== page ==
Summary: How VR enhances patient recovery in healthcare?
VR technology is widely adopted in the healthcare industry, allowing VR doctors to remotely attend to patients and VR nurses to offer treatment suggestions, speeding up patient recovery.
VR medical headsets are used to alleviate patient anxiety before and during operations, resulting in an improved overall experience and reduced post-treatment pain.
VR training aids stroke recovery by diagnosing consequences and creating goal-oriented tasks, accelerating the recovery process for VR patients.
Virtual reality serves as a coping mechanism for cancer patients during chemotherapy, distracting from pain and discomfort while engaging in memory-improving tasks.
VR hospital exercises aid in rebuilding hand-eye coordination, leading to improved motor skills and faster recovery compared to traditional offline therapies. Instant detailed feedback enhances health condition tracking for patients.
How virtual reality is used in medicine?
Virtual reality has seen a lot of success in the area of pain management. VR is a highly effective method of drawing and holding the attention of a patient, stimulating the brain and keeping patients entertained. This immersion is ideal for potentially painful procedures like skin grafts or injections.
Do doctors use virtual reality?
Yes! Doctors use VR training for a series of purposes, including explaining in more detail what a patient’s condition means. By putting a patient into a VR landscape, doctors use hyperrealistic models to present the injuries that a patient is suffering from and how the causes of these injuries worsen conditions, acting as a preventative measure.
Is VR used in hospitals?
VR is being used in hospitals, both in training staff and in patients. Patients use VR for a range of reasons, including learning all about their treatments, stimulating the minds of patients undergoing psychological therapy and using games to support the use of physical therapy in the case of long-term injuries.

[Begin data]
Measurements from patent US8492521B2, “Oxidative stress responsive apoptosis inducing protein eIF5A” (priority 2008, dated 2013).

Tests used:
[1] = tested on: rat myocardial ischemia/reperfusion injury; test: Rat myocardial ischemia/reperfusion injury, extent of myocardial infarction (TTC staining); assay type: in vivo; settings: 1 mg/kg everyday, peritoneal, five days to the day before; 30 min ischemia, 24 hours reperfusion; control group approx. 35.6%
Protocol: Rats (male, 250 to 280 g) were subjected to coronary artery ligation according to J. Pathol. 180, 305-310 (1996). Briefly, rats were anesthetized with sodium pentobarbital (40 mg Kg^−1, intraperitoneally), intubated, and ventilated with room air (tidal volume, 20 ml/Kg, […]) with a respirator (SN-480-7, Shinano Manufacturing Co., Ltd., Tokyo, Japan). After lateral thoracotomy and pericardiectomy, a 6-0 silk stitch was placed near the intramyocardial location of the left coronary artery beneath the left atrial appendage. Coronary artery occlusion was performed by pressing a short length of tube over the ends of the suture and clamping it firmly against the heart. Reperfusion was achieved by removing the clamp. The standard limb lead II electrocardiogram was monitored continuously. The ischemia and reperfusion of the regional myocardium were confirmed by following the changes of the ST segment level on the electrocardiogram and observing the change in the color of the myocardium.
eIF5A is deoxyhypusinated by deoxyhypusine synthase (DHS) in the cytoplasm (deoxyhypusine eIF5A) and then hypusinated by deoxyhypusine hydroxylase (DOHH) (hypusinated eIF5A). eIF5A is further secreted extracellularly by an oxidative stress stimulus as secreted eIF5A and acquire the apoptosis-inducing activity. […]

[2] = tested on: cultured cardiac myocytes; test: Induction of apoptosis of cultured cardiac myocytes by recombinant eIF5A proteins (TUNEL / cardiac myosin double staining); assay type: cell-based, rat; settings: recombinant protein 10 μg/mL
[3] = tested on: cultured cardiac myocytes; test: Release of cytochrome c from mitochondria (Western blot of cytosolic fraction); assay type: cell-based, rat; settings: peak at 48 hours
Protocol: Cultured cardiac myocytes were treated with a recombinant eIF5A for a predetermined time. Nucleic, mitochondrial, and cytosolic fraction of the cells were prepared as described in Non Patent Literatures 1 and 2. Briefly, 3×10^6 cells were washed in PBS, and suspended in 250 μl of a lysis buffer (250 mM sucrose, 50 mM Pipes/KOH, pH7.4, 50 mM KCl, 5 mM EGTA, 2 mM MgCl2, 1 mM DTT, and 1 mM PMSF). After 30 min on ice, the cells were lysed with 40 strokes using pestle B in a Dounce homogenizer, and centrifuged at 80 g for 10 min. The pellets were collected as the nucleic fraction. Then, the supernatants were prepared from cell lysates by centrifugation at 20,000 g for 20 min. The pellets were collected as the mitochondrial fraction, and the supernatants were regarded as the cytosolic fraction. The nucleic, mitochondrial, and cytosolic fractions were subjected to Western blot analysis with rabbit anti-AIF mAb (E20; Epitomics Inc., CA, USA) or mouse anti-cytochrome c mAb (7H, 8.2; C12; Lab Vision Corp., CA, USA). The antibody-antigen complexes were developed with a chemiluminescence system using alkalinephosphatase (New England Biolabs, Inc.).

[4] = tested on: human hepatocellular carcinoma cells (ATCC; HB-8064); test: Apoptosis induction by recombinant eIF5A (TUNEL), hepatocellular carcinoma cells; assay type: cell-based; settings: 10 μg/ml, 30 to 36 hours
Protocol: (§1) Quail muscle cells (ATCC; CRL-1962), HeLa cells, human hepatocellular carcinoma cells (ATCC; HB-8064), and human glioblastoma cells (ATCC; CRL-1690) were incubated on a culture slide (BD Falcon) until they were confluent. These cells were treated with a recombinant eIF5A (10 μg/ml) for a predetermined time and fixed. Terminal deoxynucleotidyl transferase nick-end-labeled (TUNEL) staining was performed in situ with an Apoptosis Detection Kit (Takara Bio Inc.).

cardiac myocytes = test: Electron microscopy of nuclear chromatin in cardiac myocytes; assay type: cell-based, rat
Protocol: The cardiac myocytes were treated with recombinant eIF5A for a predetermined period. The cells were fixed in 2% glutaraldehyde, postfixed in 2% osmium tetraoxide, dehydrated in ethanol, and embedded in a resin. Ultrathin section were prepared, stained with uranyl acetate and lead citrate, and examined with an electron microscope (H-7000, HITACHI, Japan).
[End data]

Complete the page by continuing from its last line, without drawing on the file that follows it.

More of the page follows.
How is VR used in healthcare and surgery?
VR primarily has been used in surgery and training new surgeons. By creating 3D environments and virtual patients ready for interaction, trainee surgeons complete the procedures that they would on standard patients without the hospital having to pay for dummies for the operation or risking the health of actual patients.
How has virtual reality helped in healthcare?
Virtual reality has helped in healthcare in a range of ways, with one of the most important being information transfer. Patients specifically learn a lot through the use of VR in healthcare, as they see visual representations of their own illnesses or conditions and watch 3D representations of what their treatments are.
What is virtual reality in healthcare?
Virtual reality refers to the use of systems that create 3D environments that users visit through the use of VR headsets and controllers that go into a user’s hands. VR in healthcare refers to the use of these systems in a healthcare environment, typically through training and patient interaction.